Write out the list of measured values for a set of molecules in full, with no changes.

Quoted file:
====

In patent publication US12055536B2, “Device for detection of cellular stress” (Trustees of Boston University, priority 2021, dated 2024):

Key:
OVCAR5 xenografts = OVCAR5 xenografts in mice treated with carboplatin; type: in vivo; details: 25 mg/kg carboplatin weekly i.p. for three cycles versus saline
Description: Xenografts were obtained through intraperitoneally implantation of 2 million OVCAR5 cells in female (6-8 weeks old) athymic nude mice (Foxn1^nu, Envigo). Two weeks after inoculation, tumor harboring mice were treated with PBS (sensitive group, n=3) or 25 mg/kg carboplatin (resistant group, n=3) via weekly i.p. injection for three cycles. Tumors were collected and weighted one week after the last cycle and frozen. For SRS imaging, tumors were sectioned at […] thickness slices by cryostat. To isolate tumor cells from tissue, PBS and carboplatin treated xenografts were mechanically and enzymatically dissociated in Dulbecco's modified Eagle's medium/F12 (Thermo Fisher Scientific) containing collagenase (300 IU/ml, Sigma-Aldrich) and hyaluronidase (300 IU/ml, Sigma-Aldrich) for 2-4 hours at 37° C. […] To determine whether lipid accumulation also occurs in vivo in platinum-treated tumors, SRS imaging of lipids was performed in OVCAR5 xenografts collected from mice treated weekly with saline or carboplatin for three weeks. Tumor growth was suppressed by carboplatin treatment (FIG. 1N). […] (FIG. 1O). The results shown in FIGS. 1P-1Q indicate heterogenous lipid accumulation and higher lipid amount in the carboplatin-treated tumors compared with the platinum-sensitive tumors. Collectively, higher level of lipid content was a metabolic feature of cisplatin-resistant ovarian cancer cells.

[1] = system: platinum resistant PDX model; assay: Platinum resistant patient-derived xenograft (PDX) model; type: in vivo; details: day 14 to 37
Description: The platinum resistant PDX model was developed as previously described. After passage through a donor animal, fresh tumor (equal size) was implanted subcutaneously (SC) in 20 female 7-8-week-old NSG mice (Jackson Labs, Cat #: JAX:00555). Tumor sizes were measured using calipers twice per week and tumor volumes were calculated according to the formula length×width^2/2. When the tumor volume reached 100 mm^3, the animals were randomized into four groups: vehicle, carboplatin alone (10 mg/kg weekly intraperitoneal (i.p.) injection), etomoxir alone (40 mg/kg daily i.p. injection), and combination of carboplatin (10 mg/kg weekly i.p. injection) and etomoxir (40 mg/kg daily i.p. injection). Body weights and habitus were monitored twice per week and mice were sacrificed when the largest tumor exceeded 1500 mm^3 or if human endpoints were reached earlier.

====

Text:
In patent publication US12055536B2, “Device for detection of cellular stress” (Trustees of Boston University, priority 2021, dated 2024):

Key:
OVCAR5 xenografts = OVCAR5 xenografts in mice treated with carboplatin; type: in vivo; details: 25 mg/kg carboplatin weekly i.p. for three cycles versus saline
Description: Xenografts were obtained through intraperitoneally implantation of 2 million OVCAR5 cells in female (6-8 weeks old) athymic nude mice (Foxn1^nu, Envigo). Two weeks after inoculation, tumor harboring mice were treated with PBS (sensitive group, n=3) or 25 mg/kg carboplatin (resistant group, n=3) via weekly i.p. injection for three cycles. Tumors were collected and weighted one week after the last cycle and frozen. For SRS imaging, tumors were sectioned at […] thickness slices by cryostat. To isolate tumor cells from tissue, PBS and carboplatin treated xenografts were mechanically and enzymatically dissociated in Dulbecco's modified Eagle's medium/F12 (Thermo Fisher Scientific) containing collagenase (300 IU/ml, Sigma-Aldrich) and hyaluronidase (300 IU/ml, Sigma-Aldrich) for 2-4 hours at 37° C. […] To determine whether lipid accumulation also occurs in vivo in platinum-treated tumors, SRS imaging of lipids was performed in OVCAR5 xenografts collected from mice treated weekly with saline or carboplatin for three weeks. Tumor growth was suppressed by carboplatin treatment (FIG. 1N). […] (FIG. 1O). The results shown in FIGS. 1P-1Q indicate heterogenous lipid accumulation and higher lipid amount in the carboplatin-treated tumors compared with the platinum-sensitive tumors. Collectively, higher level of lipid content was a metabolic feature of cisplatin-resistant ovarian cancer cells.

[1] = system: platinum resistant PDX model; assay: Platinum resistant patient-derived xenograft (PDX) model; type: in vivo; details: day 14 to 37
Description: The platinum resistant PDX model was developed as previously described. After passage through a donor animal, fresh tumor (equal size) was implanted subcutaneously (SC) in 20 female 7-8-week-old NSG mice (Jackson Labs, Cat #: JAX:00555). Tumor sizes were measured using calipers twice per week and tumor volumes were calculated according to the formula length×width^2/2. When the tumor volume reached 100 mm^3, the animals were randomized into four groups: vehicle, carboplatin alone (10 mg/kg weekly intraperitoneal (i.p.) injection), etomoxir alone (40 mg/kg daily i.p. injection), and combination of carboplatin (10 mg/kg weekly i.p. injection) and etomoxir (40 mg/kg daily i.p. injection). Body weights and habitus were monitored twice per week and mice were sacrificed when the largest tumor exceeded 1500 mm^3 or if human endpoints were reached earlier.